Before and during my exhibition ‘A Wonder World for Enid’ in the University of Leeds Clothworkers’ Hall, I am blogging about the paintings, where they came from and how they were made.
As an abstract expressionist painter, my art comes out of and responds to my emotions. The most intense emotions of the last few years were generated by my father's dementia, and by my experiences as I watched it eat away at his mind, discussed decisions about his care, sat next to him on weekly visits to the care home.
The series of paintings that I call 'A Wonder World for Enid' emerged out of multiple, complicated emotions brought into the studio. Enid was frail old lady who lived across the corridor from my dad. It is still too hard, too raw, to make art directly relating to my father's last illness. The paintings are for a re-imagined Enid, made safe through metonymy, appropriation and projection.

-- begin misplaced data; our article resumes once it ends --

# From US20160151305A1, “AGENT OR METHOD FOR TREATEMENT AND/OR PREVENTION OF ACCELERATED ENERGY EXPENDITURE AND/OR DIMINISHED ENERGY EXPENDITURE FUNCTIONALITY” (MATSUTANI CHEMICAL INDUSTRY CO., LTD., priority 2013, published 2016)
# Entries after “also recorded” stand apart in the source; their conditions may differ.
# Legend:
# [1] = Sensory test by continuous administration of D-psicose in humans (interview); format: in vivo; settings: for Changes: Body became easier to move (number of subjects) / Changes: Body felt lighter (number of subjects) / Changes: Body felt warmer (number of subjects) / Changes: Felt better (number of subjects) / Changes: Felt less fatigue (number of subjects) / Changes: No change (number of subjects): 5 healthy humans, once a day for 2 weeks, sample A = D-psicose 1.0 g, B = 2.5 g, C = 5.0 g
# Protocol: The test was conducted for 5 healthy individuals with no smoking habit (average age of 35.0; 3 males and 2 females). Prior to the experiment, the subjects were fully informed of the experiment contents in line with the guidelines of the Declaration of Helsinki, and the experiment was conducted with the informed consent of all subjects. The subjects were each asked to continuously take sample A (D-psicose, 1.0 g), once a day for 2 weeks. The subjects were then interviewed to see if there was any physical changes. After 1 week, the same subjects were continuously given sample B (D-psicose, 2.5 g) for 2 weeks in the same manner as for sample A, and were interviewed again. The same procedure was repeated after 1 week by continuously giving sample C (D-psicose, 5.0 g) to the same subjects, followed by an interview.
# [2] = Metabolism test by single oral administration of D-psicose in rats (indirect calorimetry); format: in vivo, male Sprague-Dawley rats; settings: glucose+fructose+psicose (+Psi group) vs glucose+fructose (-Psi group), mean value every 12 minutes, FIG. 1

These paintings speak to the experience of watching my father fade away. Colour and form respond to the multiple emotions of that experience. The bright shapes underneath and among the grey suggest the rich lives of people with dementia that are gradually obliterated, but remain accessible longer than we think. They reflect moments of joy and connection that brightened my visits.